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Everything you need to know before buying Windows, Doors or a Conservatory

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England & Wales             Scotland             Northern Ireland

England and Wales Planning Rules

Under the current planning rules a conservatory is considered to be a temporary structure and allowable under permitted development, which means you will not need to apply for planning permission as long as the following rules are satisfied


  • No more than half the area of land around the "original house"* would be covered by additions or other buildings.
  • No extension forward of the principal elevation or side elevation fronting a highway.
  • No extension to be higher than the highest part of the roof.
  • Maximum depth of a single-storey rear extension of three metres for an attached house and four metres for a detached house.
  • Maximum height of a single-storey rear extension of four metres.
  • Maximum depth of a rear extension of more than one storey of three metres including ground floor.
  • Maximum eaves height of an extension within two metres of the boundary of three metres.
  • Maximum eaves and ridge height of extension no higher than existing house.
  • Side extensions to be single storey with maximum height of four metres and width no more than half that of the original house.
  • Roof pitch of extensions higher than one storey to match existing house.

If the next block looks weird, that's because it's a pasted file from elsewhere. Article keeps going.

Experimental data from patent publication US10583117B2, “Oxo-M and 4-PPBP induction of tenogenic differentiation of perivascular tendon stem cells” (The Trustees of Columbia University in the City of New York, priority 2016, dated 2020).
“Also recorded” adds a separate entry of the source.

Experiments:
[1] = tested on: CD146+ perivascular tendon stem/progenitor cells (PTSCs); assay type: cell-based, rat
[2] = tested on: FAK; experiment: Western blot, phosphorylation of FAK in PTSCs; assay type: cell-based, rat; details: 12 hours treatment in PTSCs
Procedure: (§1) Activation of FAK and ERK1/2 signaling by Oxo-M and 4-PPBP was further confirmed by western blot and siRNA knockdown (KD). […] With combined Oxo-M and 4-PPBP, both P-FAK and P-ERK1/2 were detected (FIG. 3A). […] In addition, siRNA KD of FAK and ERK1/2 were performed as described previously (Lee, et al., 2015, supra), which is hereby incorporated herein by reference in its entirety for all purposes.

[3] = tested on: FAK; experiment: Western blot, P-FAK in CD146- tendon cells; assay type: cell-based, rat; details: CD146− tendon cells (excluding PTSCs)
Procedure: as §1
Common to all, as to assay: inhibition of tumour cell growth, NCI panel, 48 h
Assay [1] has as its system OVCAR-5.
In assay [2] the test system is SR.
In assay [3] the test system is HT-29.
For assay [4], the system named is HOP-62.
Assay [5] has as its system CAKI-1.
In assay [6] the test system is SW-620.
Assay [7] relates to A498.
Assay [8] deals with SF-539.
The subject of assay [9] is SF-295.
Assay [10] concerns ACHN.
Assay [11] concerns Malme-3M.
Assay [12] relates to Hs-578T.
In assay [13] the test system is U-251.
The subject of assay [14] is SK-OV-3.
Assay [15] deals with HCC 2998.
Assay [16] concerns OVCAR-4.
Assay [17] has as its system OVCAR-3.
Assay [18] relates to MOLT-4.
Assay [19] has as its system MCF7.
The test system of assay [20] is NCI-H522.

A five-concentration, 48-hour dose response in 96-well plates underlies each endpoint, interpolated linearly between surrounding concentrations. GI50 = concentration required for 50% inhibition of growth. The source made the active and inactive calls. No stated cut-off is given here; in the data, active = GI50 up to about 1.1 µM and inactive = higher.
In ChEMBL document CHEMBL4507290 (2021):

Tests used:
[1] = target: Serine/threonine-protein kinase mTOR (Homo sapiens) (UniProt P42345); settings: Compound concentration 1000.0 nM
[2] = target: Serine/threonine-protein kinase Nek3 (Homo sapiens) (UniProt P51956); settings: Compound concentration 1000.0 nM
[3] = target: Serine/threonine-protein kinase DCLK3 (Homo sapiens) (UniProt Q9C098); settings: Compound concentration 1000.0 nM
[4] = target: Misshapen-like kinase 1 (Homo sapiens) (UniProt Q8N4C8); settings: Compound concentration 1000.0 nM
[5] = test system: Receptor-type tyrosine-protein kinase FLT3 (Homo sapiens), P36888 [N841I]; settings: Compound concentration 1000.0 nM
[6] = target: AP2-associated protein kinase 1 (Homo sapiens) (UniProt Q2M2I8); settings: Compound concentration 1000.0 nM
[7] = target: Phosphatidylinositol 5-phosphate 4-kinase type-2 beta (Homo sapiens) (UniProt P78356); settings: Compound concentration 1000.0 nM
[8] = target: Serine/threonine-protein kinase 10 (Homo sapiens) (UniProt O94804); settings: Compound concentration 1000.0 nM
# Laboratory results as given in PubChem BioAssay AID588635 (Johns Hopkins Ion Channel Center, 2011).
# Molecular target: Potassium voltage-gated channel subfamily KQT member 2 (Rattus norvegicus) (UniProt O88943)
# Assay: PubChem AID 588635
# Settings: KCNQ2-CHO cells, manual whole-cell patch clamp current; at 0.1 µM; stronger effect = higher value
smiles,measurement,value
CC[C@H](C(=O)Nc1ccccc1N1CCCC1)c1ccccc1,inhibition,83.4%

• No verandah, balconies or raised platforms.
  • On designated land* no permitted development for rear extensions of more than one storey; no cladding of the exterior; no side extensions.

Where work is proposed to a listed building, listed building consent may be required.

  • The term "original house" means the house as it was first built or as it stood on 1 July 1948 (if it was built before that date). Although you may not have built an extension to the house, a previous owner may have done so.
  • Designated land includes national parks and the Broads, Areas of Outstanding Natural Beauty, conservation areas and World Heritage Sites.

Building Regulations

Your new conservatory may not need planning permission, but it may need approval from the local building control just as an extension does. This is not a request for permission to build but a set of guidelines to make sure the structure is safe and meets current building codes. Below is a list of conditions that need to be satisfied to avoid building regulations.

  • They are built at ground level and are less than 30 square metres in floor area
  • At least half of the new wall and three quarters of the roof is either glazed or translucent material
  • The conservatory is separated from the house by external quality door(s).
  • Glazing and any fixed electrical installations comply with the applicable building regulations requirements

You are advised not to construct conservatories where they will restrict ladder access to windows serving rooms in roof or loft conversions, particularly if any of the windows are intended to help escape or rescue if there is a fire.

Opening between the house and conservatory

If you are thinking of opening up the consory to the existing house you will need a building control certificate and be governed by strict U-values, however a set of doors weather they are open all the time or not gets around this problem.  However any new structural opening will need a lintel and therefor you will need to contact the building control

Planning Rules in Scotland


Planning Rules in Northern Ireland


Planning Permission and Building Regulations

Will my new conservatory need planning permission and is it covered by the building control?

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